Serbian Orthodox Monastery of the Holy Mother of God in Illinois.
Saint Sava (Serbian: Свети Сава) (1175- January 14 or 1236), originally the prince Rastko Nemanjić (Serbian: Растко Немањић) (son of the Serbian ruler and founder of the Serbian medieval state Stefan Nemanja and brother of Stefan Prvovenčani, first Serbian king), is the first Serb archbishop (1219-1233), the most important saint in the Serbian Orthodox Church and important cultural and political worker of that time.
In his youth (around 1192) he ran away from home to join the orthodox monastic colony on Mount Athos (Holy Mountain on the Chalkidiki peninsula) and was given the name Sava. He first traveled to a Russian monastery and then moved to the Greek Monastery of Vatopedi. At the end of 1197 his father, king Stefan Nemanja joined him. In 1198 they together moved to and restored the abandoned monastery Hilandar, which was at that time the center of Serbian Christian monastic life.
St. Sava’s father took the monastic vows under the name Simeon and died in Hilandar on February 13, 1199. He is also canonised, as Saint Simeon.
After his father’s death, Sava retreated to an ascetic monastery in Kareya which he built himself in 1199. He also wrote the Kareya Typicon both for Hilandar and for the monastery of ascetism. The last typicon is inscribed into the marble board at the ascetic monastery, which today also exists in it. He stayed on Athos until the end of 1207.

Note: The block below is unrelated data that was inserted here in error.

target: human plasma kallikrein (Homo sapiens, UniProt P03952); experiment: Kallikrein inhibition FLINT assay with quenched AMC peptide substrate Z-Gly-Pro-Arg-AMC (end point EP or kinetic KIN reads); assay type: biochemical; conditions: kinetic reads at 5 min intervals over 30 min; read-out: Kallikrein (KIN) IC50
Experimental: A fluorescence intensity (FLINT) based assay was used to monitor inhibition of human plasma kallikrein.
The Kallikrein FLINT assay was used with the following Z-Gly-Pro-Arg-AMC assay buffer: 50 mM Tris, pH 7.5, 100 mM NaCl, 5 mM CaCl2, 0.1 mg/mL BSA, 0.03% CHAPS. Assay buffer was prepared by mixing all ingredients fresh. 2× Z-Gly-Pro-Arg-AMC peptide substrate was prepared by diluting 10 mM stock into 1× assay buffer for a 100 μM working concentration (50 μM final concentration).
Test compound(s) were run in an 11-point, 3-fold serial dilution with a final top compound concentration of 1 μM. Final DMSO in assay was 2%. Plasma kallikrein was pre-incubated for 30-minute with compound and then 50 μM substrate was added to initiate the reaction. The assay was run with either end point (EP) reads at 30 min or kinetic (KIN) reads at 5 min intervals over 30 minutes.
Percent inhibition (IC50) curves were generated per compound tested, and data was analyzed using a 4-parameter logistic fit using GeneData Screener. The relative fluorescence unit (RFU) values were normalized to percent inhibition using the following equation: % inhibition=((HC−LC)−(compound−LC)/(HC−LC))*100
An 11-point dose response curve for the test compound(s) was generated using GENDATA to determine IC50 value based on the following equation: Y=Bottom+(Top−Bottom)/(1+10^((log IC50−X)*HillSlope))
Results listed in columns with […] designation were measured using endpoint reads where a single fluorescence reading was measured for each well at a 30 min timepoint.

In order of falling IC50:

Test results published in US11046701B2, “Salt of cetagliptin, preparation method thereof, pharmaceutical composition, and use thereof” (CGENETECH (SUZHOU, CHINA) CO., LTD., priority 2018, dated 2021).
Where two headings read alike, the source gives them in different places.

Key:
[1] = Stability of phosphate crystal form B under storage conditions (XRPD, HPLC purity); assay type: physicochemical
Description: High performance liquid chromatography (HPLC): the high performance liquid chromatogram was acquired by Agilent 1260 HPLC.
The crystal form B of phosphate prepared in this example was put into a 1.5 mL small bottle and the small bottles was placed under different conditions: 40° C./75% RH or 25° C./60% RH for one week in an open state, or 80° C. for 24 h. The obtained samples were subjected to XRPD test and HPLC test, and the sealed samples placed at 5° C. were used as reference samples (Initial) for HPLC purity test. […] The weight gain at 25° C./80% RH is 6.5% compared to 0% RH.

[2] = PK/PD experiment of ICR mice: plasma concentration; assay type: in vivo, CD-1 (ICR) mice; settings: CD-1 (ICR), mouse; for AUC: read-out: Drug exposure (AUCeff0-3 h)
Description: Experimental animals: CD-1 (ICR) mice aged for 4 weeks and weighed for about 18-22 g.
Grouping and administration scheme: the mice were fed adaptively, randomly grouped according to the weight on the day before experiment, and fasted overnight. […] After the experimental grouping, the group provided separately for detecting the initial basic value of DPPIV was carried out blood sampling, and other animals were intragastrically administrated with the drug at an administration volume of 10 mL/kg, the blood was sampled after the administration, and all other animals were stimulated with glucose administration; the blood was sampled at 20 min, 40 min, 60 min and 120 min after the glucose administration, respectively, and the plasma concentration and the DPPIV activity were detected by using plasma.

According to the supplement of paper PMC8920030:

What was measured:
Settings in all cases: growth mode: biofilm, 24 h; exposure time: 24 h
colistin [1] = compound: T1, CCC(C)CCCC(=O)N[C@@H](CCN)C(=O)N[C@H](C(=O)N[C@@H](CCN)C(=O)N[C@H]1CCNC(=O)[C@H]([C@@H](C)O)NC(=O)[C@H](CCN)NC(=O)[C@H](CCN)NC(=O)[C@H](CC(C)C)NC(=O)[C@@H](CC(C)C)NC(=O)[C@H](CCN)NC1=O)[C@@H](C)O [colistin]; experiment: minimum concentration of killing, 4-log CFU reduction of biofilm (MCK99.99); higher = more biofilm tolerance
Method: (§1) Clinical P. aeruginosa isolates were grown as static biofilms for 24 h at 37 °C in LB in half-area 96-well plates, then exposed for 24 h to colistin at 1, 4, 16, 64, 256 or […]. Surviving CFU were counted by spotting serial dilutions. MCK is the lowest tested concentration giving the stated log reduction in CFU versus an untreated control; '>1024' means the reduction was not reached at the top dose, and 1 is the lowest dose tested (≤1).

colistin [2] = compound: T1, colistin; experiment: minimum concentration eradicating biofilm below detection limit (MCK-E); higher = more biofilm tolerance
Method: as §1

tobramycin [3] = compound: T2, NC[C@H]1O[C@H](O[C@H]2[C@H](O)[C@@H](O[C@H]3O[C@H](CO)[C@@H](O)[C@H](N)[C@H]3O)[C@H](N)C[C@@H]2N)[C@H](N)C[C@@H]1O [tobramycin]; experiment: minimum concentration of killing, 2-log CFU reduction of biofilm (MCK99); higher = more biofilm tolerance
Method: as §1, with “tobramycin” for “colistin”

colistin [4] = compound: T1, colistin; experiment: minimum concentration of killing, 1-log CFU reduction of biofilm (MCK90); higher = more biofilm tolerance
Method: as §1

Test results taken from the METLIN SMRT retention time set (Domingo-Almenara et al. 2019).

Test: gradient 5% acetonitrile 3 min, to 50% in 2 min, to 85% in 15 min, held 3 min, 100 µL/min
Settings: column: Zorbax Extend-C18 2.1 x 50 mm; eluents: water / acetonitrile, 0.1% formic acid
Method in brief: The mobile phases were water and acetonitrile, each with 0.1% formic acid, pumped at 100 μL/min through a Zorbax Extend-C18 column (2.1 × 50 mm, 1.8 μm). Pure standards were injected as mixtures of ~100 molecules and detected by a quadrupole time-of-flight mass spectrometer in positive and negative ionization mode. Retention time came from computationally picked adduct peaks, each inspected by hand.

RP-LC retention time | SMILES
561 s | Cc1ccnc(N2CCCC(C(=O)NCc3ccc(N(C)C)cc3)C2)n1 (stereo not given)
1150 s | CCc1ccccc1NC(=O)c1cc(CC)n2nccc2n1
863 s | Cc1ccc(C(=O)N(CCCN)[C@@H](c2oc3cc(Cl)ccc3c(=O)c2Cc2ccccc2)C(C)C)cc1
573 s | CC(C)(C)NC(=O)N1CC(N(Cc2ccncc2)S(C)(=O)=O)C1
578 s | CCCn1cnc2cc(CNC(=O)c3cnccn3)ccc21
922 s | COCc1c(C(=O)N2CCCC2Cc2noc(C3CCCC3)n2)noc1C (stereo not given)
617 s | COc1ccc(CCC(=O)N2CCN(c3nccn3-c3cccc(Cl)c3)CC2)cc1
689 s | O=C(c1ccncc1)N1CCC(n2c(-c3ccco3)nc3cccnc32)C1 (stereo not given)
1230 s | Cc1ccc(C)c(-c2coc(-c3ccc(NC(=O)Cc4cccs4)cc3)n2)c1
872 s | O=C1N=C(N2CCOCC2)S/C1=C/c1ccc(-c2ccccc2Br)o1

St. Sava managed to persuade the patriarch of the Greek/Byzantine Orthodox Church to elevate St. Sava to the position of the first Serbian Archbishop, thereby establishing the Independence of Archbishopic of the Serbian Church in the year of 1219.
The Typicon of Kareya with the authentic signature of Saint Sava from 1199 – one of the oldest Serbian documents in the monastery of Hilandar,
Saint Sava is considered the founder of the independent Serbian Orthodox Church and Serbian Orthodox Christians celebrate him as patron saint of education and medicine. His day is observed on January 27th of the Gregorian calendar (January 14th of the Julian calendar still observed by the Serbian Church). Since the 1830’s, Saint Sava has become the patron saint of Serb schools and schoolchildren. On his day, students partake in recitals in church.
After participating in a ceremony called Blessing of the Waters he developed a cough that progressed into pneumonia. He died from pneumonia in the evening between Saturday and Sunday, January 14, 1236. He was buried at the St Forty Martyrs Church in the Bulgarian capital Tarnovgrad. His body remained in Tarnovgrad until May 6, 1237 when his sacred bones were moved to the Mileševa monastery in southern Serbia. 360 years later the Ottoman Turks dug out his bones and burnt them on the main square in Belgrade.
The Temple of Saint Sava in Belgrade, whose construction was planned in 1939, begun in 1985 and awaits completion by 2004 is the largest active Orthodox temple in the world today. It was built on the place where the holy bones were burned.